This Christmas—day of joy and gladness—men in Unalakleet, Alaska, and Thule, Greenland, will spend the long hours of an Arctic shadowland peering at radarscopes for any sign of hostile activity across the frigid wastes. Thus does our age create a new and terrifying setting for a fateful question which has echoed through the centuries since Isaiah’s day: “Watchman, what of the night?” The watchman said, “The morning cometh, and also the night.”
The dual response was characteristic of replies of CHRISTIANITY TODAY’s 50 contributing editors as they were asked once again to scan the horizon of year’s end for signs and portents relating to evangelical interest and concern.
The election of a Roman Catholic to the Presidency was to some the most serious development in America, reflective of a national draining of evangelical knowledge and influence. Butler University’s Gordon H. Clark declares such a development an “impossibility” in a Puritan, Presbyterian, Huguenot, or Lutheran land. General William K. Harrison, United Nations truce delegate in the Korean war, sees evidence of a “great decline in the spiritual and moral strength of American Protestantism” in the “ignorant or deliberate failure of a great number of its leaders and people to … oppose the election of a President who would be subject to the discipline of the authoritarian, intolerant Roman Catholic Pope and hierarchy who condemn doctrinally and by action (when this is feasible) all freedom of religion, of conscience and of speech.”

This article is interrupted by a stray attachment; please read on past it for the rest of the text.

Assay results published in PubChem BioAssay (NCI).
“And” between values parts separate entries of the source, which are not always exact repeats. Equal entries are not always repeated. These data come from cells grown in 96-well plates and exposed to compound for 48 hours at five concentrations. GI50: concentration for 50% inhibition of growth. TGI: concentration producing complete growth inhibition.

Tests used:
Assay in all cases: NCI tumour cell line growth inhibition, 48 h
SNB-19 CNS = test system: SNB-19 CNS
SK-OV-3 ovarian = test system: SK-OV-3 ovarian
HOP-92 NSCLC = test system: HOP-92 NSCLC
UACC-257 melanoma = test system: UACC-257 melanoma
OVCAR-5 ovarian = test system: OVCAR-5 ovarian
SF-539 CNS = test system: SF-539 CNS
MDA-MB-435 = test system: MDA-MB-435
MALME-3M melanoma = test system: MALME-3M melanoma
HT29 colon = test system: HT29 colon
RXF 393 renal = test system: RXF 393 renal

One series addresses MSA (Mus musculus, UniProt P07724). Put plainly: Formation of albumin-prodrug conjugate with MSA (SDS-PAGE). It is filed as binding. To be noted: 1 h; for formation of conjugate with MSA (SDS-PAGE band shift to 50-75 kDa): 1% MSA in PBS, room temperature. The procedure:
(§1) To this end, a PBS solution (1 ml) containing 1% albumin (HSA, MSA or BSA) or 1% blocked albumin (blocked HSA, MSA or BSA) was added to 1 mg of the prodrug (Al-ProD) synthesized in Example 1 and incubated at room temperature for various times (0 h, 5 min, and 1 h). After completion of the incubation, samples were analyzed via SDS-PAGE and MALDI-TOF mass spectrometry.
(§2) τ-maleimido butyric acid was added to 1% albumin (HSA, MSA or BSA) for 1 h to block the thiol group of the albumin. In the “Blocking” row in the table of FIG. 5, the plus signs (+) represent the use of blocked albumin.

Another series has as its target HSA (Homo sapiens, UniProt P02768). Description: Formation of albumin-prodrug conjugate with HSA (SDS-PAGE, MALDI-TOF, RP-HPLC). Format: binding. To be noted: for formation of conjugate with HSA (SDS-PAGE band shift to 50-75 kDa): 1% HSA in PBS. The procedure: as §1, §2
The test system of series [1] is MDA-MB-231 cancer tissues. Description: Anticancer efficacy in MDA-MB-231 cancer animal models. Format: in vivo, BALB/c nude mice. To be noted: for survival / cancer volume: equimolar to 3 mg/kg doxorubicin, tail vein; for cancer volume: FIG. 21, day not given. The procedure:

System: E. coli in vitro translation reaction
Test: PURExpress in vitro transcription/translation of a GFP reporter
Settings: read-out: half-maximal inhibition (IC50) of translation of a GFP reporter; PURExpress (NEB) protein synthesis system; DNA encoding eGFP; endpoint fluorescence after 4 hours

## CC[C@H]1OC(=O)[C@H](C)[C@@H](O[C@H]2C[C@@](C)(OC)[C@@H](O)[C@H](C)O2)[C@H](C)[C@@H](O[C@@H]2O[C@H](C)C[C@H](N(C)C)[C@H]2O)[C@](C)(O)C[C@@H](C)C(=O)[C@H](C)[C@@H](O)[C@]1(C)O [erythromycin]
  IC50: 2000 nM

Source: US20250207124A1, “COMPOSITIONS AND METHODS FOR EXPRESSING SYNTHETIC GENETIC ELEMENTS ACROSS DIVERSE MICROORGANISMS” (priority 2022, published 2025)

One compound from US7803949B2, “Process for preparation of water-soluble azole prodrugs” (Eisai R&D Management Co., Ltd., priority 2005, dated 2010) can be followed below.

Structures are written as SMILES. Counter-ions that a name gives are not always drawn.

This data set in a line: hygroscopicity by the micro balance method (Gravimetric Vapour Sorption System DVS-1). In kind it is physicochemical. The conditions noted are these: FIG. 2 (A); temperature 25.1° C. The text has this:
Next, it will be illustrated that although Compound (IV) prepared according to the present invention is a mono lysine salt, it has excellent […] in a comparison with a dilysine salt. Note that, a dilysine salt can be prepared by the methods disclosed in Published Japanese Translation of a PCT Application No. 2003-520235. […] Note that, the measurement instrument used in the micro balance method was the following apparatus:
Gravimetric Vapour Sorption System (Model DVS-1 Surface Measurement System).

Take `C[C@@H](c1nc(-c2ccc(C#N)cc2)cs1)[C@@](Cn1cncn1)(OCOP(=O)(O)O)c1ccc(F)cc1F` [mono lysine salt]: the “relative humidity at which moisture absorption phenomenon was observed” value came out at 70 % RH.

Professor Bernard Ramm sees 1960 as “the year of Protestant heartache.” “In a manner both uncanny and baffling the Roman Church has managed to impress the American people that any criticism of the Roman Church is bigotry.” He notes the failure ...1
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